- I FORGOT TO MENTION ABOUT THE 50 PEOPLE WHO WERE TRAPPED IN THE CABLE CARS OVERNIGHT, IN THE MIDDLE OF WINTER A YEAR AGO. THIS WAS FOLLOWING A CATASTROPHIC MECHANICAL FAILURE. THEY COULDN’T BE RESCUED UNTIL THE NEXT MORNING. OH AND THEY HAD TO BE LOWERED 250 FOOT TO THE SIDE OF THE MOUNTIAN AND THEN HAD A FOUR HOUR TREK DOWN TO THE FOOT OF THE MOUNTAIN. (JULIE IS A BIT FUNNY ABOUT THINGS LIKE THIS.)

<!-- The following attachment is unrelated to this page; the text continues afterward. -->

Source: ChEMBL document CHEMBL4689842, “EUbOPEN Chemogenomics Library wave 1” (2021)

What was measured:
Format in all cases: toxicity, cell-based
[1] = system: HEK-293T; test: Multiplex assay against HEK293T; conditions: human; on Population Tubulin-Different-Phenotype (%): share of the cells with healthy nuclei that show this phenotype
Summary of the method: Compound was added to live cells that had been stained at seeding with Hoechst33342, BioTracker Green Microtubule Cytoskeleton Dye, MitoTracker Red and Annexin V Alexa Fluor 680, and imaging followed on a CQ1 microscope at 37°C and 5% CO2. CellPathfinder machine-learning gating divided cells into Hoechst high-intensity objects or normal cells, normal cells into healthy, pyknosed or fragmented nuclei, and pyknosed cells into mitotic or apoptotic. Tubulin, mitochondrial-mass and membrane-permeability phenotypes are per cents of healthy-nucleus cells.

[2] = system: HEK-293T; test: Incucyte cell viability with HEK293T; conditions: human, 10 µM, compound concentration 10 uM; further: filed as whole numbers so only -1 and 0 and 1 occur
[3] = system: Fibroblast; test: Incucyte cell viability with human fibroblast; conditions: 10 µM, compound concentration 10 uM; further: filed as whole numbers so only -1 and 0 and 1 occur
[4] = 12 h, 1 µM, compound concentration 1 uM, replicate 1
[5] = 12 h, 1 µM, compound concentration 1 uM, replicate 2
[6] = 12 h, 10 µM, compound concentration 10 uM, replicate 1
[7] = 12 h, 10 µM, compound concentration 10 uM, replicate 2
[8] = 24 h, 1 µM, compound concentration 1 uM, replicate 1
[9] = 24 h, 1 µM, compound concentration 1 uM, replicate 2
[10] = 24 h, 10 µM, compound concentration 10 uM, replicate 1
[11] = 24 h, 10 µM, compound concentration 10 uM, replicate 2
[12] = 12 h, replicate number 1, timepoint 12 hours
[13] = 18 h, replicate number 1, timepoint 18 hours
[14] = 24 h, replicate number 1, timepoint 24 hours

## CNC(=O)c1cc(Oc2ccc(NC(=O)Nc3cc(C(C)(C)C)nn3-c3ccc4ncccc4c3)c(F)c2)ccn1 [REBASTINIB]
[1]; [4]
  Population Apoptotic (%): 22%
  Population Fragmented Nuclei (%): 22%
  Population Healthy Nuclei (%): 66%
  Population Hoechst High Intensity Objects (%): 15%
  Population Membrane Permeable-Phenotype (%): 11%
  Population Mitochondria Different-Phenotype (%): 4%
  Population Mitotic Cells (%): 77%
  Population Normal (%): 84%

1/7/17 Leaving the Dordogne behind, we set off to our next destination. Heading east, we travelled along miles and miles of empty roads, through beautiful scenery, until we reached the tiny rural community of Bor-et-Bar. In fact, Bor and Bar are two small hamlets- so small that they are twinned to make one village. And we were still 5km away from them! Our new home was a gite on a working farm. Our only neighbours (other than the owners, who lived next door) were cows, chickens and rabbits. Oh, and flies-millions of them! Our mission for the week was to stop them from getting in the house; every time we went in or out, it had to be executed quickly. Thank goodness the place had air-conditioning, as you couldn’t leave a window open. This did mean that we couldn’t really spend our days lounging in the fabulous garden; although we did enjoy stargazing at night, when the flies went to bed. I’ve certainly never seen such magnificent night skies. IT WAS VERY RURAL……… JUST LOTS OF RABBITS AND COWS, OH AND FLIES… EFFIN BIG, BITEY BASTARDS!!! EVEN THE LOCAL HORSES ARE KITTED OUT IN A MESH VEIL TO STOP THEM BITING AROUND THEIR EYES AND FACE. HORRIBLE THINGS!!!! It also meant that we went out every day, to explore the area- which is known by various names: Aveyron, Occitaine , Lot, Tarn and Midi-Pyrenees (even though they’re miles away). I must admit, the whole regional puzzle can be very puzzling, but our French hostess explained that the whole country has been re-organised in recent years, and even the French find it confusing at times. And what a surprise it was! Just 3 hours from The Dordogne and just as beautiful, yet comparatively unknown to foreign visitors. Just the week before, we’d seen endless caravan sites and British, Belgian, Danish and Dutch cars, especially around the popular towns, like Sarlat. The supermarkets in the Dordogne had whole aisles devoted to foreign foodstuffs; peanut butter, Branston pickle etc. Yet here in Aveyron, the only English we heard all week was from our hosts- he was a Yorkshireman and she, though French, spoke flawless English. It’s hard to understand why, with The Dordogne just a few hours to the West and Provence just a few hours to the South, this area is relatively undiscovered. It certainly has more than its fair share of delights to offer. Here are some of the fantastic places we found on our travels: St Antonin Noble Val- A gorgeous little medieval town, with a real hippy vibe. LOVED THIS PLACE, EVERYONE SO CHILLED OUT, ALSO A LOVELY AROMA OF WHACKY BACCY IN THE AIR. Cordes sur ciel- A fortified medieval town, founded in 1222, perched on top of a hill which overlooks outstanding scenery. Like a set from Game of Thrones. We had a fabulous lunch in the main square and watched rehearsals for a medieval circus performance. Najac- another medieval town, with a huge square, surrounded by lovely restaurants. Penne- A tiny medieval village, with a ruined castle. Albi- well, we drove through it, and saw the famous largest brick Cathedral in Europe- from the outside at least- but couldn’t for the life of us, find anywhere to park! It soon became obvious why. We’d chosen the day of their annual guitar festival, which featured this year- ZZ TOP! We gave up in the end- a shame, because it was on Steve’s must-see list. He wanted to see the pigeon-eating catfish! Yeah, I know! BLEEDING ZZ TOP (I THOUGHT THEY WERE ALL DEAD!!!!) APPARENTLY THIS IS A REALLY GREAT 4 DAY EVENT, SHAME WE COULDN’T GET ANYWHERE TO PARK, LET ALONE TICKETS. REALLY GUTTED I COULDN’T GO IN THE CATHEDRAL (I’M BEING SARKY, I HAVE BEEN IN MORE CHURCHES AND CATHEDRALS THAN THE POPE LATELY! TOTALLY RELIGIONED OUT!!) HOWEVER I REALLY DID WANT TO SEE THE PIGEON EATING CATFISH. GUTTED.COM!! Belcastel- Oh, wow! A beautiful ( you guessed it) medieval village, situated on the river and dominated by a fairy tale 10th century castle which had fallen into ruins, but which was beautifully restored by a famous French architect. It now houses fabulous works of art and medieval armour. The gorges – when you are medieval villaged out (it does happen, even to us) nothing can lift your spirits like the natural beauty of fabulous gorges, carved out by millions of years of erosion. We spent so much time sightseeing that it became exhausting by the end of the week, so it was a real pleasure when Steve finally found somewhere that he was able to put his fishing rod ( bought in Spain months ago) and his fishing licence ( organised in the Dordogne, but never used) into practice. I spent a lovely, chilled day just sitting by the river, reading, while Steve waded out into the shallow waters and – well, caught nothing actually! WELL YOU SAY THAT…. I DID HOOK A VERY SMALL TROUT AND LOST IT. HOWEVER IT WAS A GREAT VENUE. NO OTHER TOURISTS, NO SOUVINER SHOPS AND NO HUSTLE AND BUSTLE OF TOURIST TRAPS AND PEOPLE TRYING TO FLOG YOU A LOAD OF OLD TAT. JUST A LOVELY RIVER TO FISH, OH AND HAVE SWIM IN WHEN IT GOT TOO HOT TO FISH, BLISS. 8/7/17 Next step on our zigzag journey around France was to Cabrieres-d’Avignon, in Provence. This involved us actually travelling back down South, via Montpelier, where we got totally lost. BLEEDING SATNAV…… HAD A FULL MELTDOWN AT A CRITICAL MOMENT. (EVEN SWEARING AT IT DIDN’T WORK.) Totally different from the Aveyron area, Provence has a very Mediterranean landscape- in fact, we felt for a while that we may have inadvertently crossed the border back into Spain! The forests gave way to olive groves and the sound of cicadas filled the air. Our new home was in fact surrounded by olive groves and the host owned most of them. Like The Dordogne, Provence is very popular with us Brits. Medieval towns and villages are plentiful. Some days, we explored the towns and villages just inland from the Cote D’Azur; Fontvielle, St.Remy, Baux de Provence, Gordes, Fontaine de Vancluese. Wow! Loads of rich Brits in huge villas. We much prefer the natural wonders though; gorges, rivers, waterfalls etc. CORR THEY’VE GOT LOADS OF MONEY ROUND HERE, REALLY MINTED. My lasting memories of this area though will be: Being serenaded by a Seasick Steve lookalike, singing the blues, while we had a lovely dinner in a hilltop restaurant. HE WAS GREAT, VERY INSPIRATIONAL. HE MADE ME WANT TO GET MY GUITAR OUT OF THE LOFT WHEN WE RETURN TO BLIGHTY…. THEN I REMEMBERED THAT I AM KNOWN AS THE ONE ARMED GUITARIST AT HOME OR THE INTRO MAN. HOWEVER WHEN HE WANTED TO FLOG ME HIS LATEST CD I JUST PRETENDED TO BE GERMAN AND OF I COURSE COULDN’T UNDERSTAND HIM. (MUCH TO ME JULIE’S EMBARRASSMENT.) Walking around the huge Roman amphitheatre in Arles, still used for concerts and bull-racing. Steve spending the day tie-dying some old t-shirts. Well, they’ll go with his hair! I’VE SPENT FAR TOO MUCH TIME IN THESE HIPPY VILLAGES. (NO DEAR READER, I DID NOT PARTAKE IN ANY WACKY BACCY….. NO GIT WOULD SELL ME ANY.) The fierce, dry, hot wind- the Mistral- which helped fan the flames of the terrible forest fires in the area just a few days after we had moved on. Attending the Bastille Day celebrations in the village on the night before we left. Meeting friendly locals, drinking wine and beer at one euro a glass, eating local food and watching the free concert laid on and which continued well into the night. These Frenchies know how to party! Shame we had to leave the next day, as the celebrations continued for 3 days. GREAT NIGHT…… BEER 1 EURO A GLASS, FANTASTIC BAND AND SINGERS. (I FELT SORRY FOR THE PERFORMERS THOUGH. IT WAS SOOOOOOO HOT THAT THE SINGERS HAD TO RESORT TO WEARING REALLY, REALLY REVEALING COSTUMES. I NEARLY HAD TO LOOK AWAY; ONLY NEARLY THOUGH.) IT WAS A SHAME WE HAD AN EARLY START THE NEXT DAY AS WE COULD HAVE STAYED INTO THE EARLY HOURS. THE LOCAL PEOPLE WE REALLY FRIENDLY AND MADE YOU FEEL WELCOME. I WAS EXPECTING THEM TO BE A BIT STAND OFFISH AS WE WERE TOURISTS, AS THIS WAS AN EVENT FOR LOCAL PEOPLE. I COULDN’T HAVE BEEN MORE WRONG, LOVELY PEOPLE. 15-7-17 Back on the road again. The summer holiday traffic has really started to become more obvious now that Bastille Day has arrived. This marks the beginning of the French summer holidays. And, as of next week, the Brit invasion will really start! The Aires, which were empty a few weeks ago, are now packed. By lunchtime, we had passed through the Ardeche region and entered the Rhone-Alps! OMG! We had loved the Pyrennes, but the sheer scale of the Alps is awe inspiring. Alpine chalets are dotted in their foothills and around the stunning lakes. We stayed in the lower half of one of these chalets in a small rural village, called St Ferrioles, just 20 minutes from Lake Annecy. The views were amazing. Oh and the temperatures, a mere 25- 30 degrees, were such a relief after Provence. Of course, Steve wanted to drive straight up the nearest mountain as soon as possible, so bright and early the next day, we went straight up Col D’Arpettaz. At 1500m, it gave him lots of winding roads to tackle; for me, the amazing views of the Alps and seeing the gorgeous wild mountain horses was worth the hair-raising ride. The sight of Mont Blanc in the distance, our destination for the following day, was wonderful. THIS REGION KNOCKS ALL THE OTHER FRENCH DESTINATIONS INTO A COCKED HAT. IT IS A TRULY STUNNING AREA. THE CLOSEST HIGHLY RECOMMENDED COL IS A 10 MINUITE DRIVE AWAY. IT TOOK A 35 MINUITE DRIVE TO REACH THE TOP, INCLUDING 27- SQUEAKY BUM TIME- HAIRPIN BENDS. BUT WELL WORTH IT AND THERE WERE LOADS OF OTHER COLS LIKE JUST THIS. STUNNING VIEWS FROM THE SUMMIT. One of the things we were determined to fit into our trip, when we were planning our adventures all those months ago, was the chance to take the cable car to the top of the Aiguille du Midi. This huge mountain (3842m- 12,605 ft) is the closest you can get to Mont Blanc. We had been talking about it since we left England and had booked the tickets weeks ago; and the big day had finally arrived! For the first time since March, our alarm was set to wake us at the ungodly hour of 6am. We set off on the 90minute drive to Chamonix, the ski resort where the cable car is based. Despite a major road closure, which forced us to take a mountain route, rather than the motorway, we still arrived in time to have a hearty breakfast and a little mooch around Chamonix. It’s a pretty little town, with a pastel green mountain stream running through it and lots of little shops selling ski wear and souvenirs. The snow-capped Alps tower all around, whilst bizarrely, people are milling around in shorts and t-shirts. Dozens of paragliders were soaring overhead, like butterflies. But more disconcerting, for me at least, was seeing the cable car swooping up the side of the mountain, like a huge bat; silent and swift; up and over the lower peaks. 6 AM… PAH I WAAS UP AT 5AM I WAS LIKE A KID A CHRISTMAS, I WAS LOOKING FORWARD TO SEEING MONT BLANC. At last, it was time to start queueing for our turn: the day involved a lot of queueing! We boarded the first cable-car, with 20 or so others, and then we were off! Despite travelling at around 30mph almost vertically, it was very smooth (apart from a couple of hair-raising sways) and within minutes, the town below looked like a lego village. The first leg of the journey took just 20 minutes and we soon arrived at the Plan de L’Aguille ( 2317m). Many people decide that’s quite high enough, thank you very much, and spend a delightful time taking photos and visiting the café. Not for us, though! Oh no. We were booked in for the second leg; a 10 minute journey in a smaller, faster, wobblier cable car, to take us up the last 1500m or so. Now those of you who know that I get wobbly standing on a table while putting my fabulous classroom displays up, may well be wondering what possessed me to agree to this madness. Well, I can honestly say, I really wasn’t all that concerned. Mostly because I’d done my usual trick of not allowing myself to think about it too much- denial is not just a river in Egypt you know. Also, my darling husband had reassured me that all would be well, and convinced me that I would always regret it if I didn’t go for the full experience. He did mention something vague about oxygen levels, but, if I’m honest, I didn’t really listen all that carefully. So the experience of hypoxia when we reached the summit was really quite scary! Basically, the reduction in oxygen starts to affect your body once you reach 8,000ft. I started yawning by the time we reached the first level. Within minutes of reaching the second level (12,605ft), I felt tired, breathless and very wobbly. My hands and feet were tingling and my lips were blue. I wasn’t the only one; loads of people were lying on the floor and quite a few were saying they felt sick. Lots of deep breathing helped, but I didn’t feel brave enough to do the final push (a lift to the very summit and a glass cage over a 1000m precipice). Of course, smoke-eater Steve was absolutely fine! He did do the final bit, while I wobbled my way around the viewing platforms, taking photos. So, do I wish I’d stayed at the lower levels? No way! The 360 degree views from the top, across all the French, Swiss and Italian Alps, plus looking DOWN on a massive glacier, made it all worthwhile. It was an unforgettable experience and one of the highlights of the whole adventure. Would I do it again? In a heartbeat. DEAR READER THERE WERE A COUPLE OF OTHER BITS OF INFO I CONVENIENTLY FORGOT TO TELL ME JULIE, AS I KNEW SHE WOULD GET REALLY “WINDY” AND WOULDN’T BE UP FOR THE TRIP. BUT THE MAIN ONE BEING………………..